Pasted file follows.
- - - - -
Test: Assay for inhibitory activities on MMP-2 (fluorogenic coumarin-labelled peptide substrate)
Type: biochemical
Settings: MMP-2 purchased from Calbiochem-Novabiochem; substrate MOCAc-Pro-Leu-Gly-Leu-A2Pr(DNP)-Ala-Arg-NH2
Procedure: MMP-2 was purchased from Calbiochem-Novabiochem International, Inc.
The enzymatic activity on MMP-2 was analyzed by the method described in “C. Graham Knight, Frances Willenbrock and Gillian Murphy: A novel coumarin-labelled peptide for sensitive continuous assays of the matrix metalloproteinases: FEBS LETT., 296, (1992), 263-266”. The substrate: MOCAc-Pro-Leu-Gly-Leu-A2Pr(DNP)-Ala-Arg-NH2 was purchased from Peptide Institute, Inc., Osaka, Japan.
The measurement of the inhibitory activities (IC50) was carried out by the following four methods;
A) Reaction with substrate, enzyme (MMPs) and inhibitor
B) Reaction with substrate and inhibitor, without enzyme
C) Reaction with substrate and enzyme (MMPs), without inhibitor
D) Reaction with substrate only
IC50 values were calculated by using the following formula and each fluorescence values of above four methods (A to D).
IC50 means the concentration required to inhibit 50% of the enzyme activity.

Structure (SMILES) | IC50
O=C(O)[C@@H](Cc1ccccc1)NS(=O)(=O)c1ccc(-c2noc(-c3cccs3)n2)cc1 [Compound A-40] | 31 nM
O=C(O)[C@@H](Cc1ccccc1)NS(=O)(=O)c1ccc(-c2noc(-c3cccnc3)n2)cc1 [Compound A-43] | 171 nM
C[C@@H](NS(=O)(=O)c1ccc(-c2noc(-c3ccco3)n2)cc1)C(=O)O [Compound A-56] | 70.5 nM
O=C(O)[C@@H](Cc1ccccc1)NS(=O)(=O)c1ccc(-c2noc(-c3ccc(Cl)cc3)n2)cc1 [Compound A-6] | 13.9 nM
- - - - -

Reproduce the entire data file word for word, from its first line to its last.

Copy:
Test: Assay for inhibitory activities on MMP-2 (fluorogenic coumarin-labelled peptide substrate)
Type: biochemical
Settings: MMP-2 purchased from Calbiochem-Novabiochem; substrate MOCAc-Pro-Leu-Gly-Leu-A2Pr(DNP)-Ala-Arg-NH2
Procedure: MMP-2 was purchased from Calbiochem-Novabiochem International, Inc.
The enzymatic activity on MMP-2 was analyzed by the method described in “C. Graham Knight, Frances Willenbrock and Gillian Murphy: A novel coumarin-labelled peptide for sensitive continuous assays of the matrix metalloproteinases: FEBS LETT., 296, (1992), 263-266”. The substrate: MOCAc-Pro-Leu-Gly-Leu-A2Pr(DNP)-Ala-Arg-NH2 was purchased from Peptide Institute, Inc., Osaka, Japan.
The measurement of the inhibitory activities (IC50) was carried out by the following four methods;
A) Reaction with substrate, enzyme (MMPs) and inhibitor
B) Reaction with substrate and inhibitor, without enzyme
C) Reaction with substrate and enzyme (MMPs), without inhibitor
D) Reaction with substrate only
IC50 values were calculated by using the following formula and each fluorescence values of above four methods (A to D).
IC50 means the concentration required to inhibit 50% of the enzyme activity.

Structure (SMILES) | IC50
O=C(O)[C@@H](Cc1ccccc1)NS(=O)(=O)c1ccc(-c2noc(-c3cccs3)n2)cc1 [Compound A-40] | 31 nM
O=C(O)[C@@H](Cc1ccccc1)NS(=O)(=O)c1ccc(-c2noc(-c3cccnc3)n2)cc1 [Compound A-43] | 171 nM
C[C@@H](NS(=O)(=O)c1ccc(-c2noc(-c3ccco3)n2)cc1)C(=O)O [Compound A-56] | 70.5 nM
O=C(O)[C@@H](Cc1ccccc1)NS(=O)(=O)c1ccc(-c2noc(-c3ccc(Cl)cc3)n2)cc1 [Compound A-6] | 13.9 nM